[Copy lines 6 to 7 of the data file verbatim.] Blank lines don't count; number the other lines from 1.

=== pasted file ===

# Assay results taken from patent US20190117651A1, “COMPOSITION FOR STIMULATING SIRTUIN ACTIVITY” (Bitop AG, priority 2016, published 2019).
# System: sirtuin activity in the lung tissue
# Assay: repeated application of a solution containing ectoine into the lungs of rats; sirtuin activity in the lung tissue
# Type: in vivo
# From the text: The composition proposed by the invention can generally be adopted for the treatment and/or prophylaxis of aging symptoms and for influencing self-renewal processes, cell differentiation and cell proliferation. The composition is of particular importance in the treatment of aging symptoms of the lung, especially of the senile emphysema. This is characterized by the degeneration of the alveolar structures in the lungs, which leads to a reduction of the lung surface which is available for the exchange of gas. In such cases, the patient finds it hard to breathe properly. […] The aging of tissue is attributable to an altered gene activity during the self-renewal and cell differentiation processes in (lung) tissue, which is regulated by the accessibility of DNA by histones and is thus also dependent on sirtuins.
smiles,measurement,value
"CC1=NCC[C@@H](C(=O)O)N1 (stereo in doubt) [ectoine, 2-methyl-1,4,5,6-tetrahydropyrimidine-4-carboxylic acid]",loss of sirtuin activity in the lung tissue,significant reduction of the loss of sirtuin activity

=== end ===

smiles,measurement,value
"CC1=NCC[C@@H](C(=O)O)N1 (stereo in doubt) [ectoine, 2-methyl-1,4,5,6-tetrahydropyrimidine-4-carboxylic acid]",loss of sirtuin activity in the lung tissue,significant reduction of the loss of sirtuin activity